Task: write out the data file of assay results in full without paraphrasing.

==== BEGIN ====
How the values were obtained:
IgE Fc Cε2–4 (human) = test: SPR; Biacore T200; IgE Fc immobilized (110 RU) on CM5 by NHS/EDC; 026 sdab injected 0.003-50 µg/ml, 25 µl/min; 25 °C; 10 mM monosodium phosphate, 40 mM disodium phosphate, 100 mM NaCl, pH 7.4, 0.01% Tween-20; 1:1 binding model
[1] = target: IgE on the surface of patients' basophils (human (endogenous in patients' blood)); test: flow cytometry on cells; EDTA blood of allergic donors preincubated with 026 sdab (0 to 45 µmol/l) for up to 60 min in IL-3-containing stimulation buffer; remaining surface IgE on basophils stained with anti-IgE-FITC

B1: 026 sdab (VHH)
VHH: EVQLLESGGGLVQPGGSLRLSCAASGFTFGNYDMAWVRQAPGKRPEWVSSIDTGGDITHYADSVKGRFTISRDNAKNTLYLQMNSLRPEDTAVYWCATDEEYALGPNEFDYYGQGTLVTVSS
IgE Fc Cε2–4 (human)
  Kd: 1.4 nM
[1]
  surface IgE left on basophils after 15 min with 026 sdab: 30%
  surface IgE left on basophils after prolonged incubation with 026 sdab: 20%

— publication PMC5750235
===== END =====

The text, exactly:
How the values were obtained:
IgE Fc Cε2–4 (human) = test: SPR; Biacore T200; IgE Fc immobilized (110 RU) on CM5 by NHS/EDC; 026 sdab injected 0.003-50 µg/ml, 25 µl/min; 25 °C; 10 mM monosodium phosphate, 40 mM disodium phosphate, 100 mM NaCl, pH 7.4, 0.01% Tween-20; 1:1 binding model
[1] = target: IgE on the surface of patients' basophils (human (endogenous in patients' blood)); test: flow cytometry on cells; EDTA blood of allergic donors preincubated with 026 sdab (0 to 45 µmol/l) for up to 60 min in IL-3-containing stimulation buffer; remaining surface IgE on basophils stained with anti-IgE-FITC

B1: 026 sdab (VHH)
VHH: EVQLLESGGGLVQPGGSLRLSCAASGFTFGNYDMAWVRQAPGKRPEWVSSIDTGGDITHYADSVKGRFTISRDNAKNTLYLQMNSLRPEDTAVYWCATDEEYALGPNEFDYYGQGTLVTVSS
IgE Fc Cε2–4 (human)
  Kd: 1.4 nM
[1]
  surface IgE left on basophils after 15 min with 026 sdab: 30%
  surface IgE left on basophils after prolonged incubation with 026 sdab: 20%

— publication PMC5750235